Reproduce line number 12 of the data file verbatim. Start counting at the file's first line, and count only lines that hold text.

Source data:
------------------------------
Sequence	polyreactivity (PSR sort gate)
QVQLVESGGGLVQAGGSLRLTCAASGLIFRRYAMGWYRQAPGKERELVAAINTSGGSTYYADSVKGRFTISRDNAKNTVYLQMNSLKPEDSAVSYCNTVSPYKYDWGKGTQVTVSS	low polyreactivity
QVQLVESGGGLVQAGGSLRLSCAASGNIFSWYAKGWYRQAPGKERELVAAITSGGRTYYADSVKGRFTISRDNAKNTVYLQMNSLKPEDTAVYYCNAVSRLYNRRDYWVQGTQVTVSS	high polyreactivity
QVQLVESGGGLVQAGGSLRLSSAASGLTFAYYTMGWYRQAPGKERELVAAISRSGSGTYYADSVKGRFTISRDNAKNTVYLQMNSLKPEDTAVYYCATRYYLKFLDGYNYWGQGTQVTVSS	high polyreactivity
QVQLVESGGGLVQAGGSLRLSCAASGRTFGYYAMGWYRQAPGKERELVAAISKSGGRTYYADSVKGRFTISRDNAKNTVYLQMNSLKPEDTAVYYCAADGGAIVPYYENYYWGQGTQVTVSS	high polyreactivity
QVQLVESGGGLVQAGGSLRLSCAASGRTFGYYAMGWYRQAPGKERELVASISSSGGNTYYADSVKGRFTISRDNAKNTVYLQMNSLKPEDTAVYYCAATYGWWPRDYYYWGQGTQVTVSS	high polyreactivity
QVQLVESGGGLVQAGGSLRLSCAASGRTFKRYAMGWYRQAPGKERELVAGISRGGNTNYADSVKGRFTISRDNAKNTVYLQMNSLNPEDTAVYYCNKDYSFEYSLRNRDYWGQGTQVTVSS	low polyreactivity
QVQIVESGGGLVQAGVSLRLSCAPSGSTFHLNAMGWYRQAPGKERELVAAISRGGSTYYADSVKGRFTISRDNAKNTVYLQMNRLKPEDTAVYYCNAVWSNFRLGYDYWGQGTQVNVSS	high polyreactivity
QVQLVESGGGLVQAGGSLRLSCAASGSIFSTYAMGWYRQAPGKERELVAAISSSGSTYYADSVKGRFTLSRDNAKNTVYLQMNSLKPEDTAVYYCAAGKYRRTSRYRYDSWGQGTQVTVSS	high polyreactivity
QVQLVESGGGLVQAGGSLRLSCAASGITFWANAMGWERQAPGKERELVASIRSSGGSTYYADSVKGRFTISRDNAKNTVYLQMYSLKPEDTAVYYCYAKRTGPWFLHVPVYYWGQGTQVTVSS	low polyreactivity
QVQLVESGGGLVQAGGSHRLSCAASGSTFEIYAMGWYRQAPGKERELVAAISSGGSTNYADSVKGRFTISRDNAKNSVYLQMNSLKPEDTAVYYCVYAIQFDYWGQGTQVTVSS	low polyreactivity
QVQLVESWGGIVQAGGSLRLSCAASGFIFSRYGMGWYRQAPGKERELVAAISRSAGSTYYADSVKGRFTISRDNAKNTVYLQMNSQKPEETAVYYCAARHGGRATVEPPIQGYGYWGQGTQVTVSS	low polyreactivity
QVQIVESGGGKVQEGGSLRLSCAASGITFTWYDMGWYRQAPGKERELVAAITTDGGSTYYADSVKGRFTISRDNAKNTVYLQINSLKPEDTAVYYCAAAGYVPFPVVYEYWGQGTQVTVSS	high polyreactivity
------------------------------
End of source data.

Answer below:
QVQLVESWGGIVQAGGSLRLSCAASGFIFSRYGMGWYRQAPGKERELVAAISRSAGSTYYADSVKGRFTISRDNAKNTVYLQMNSQKPEETAVYYCAARHGGRATVEPPIQGYGYWGQGTQVTVSS	low polyreactivity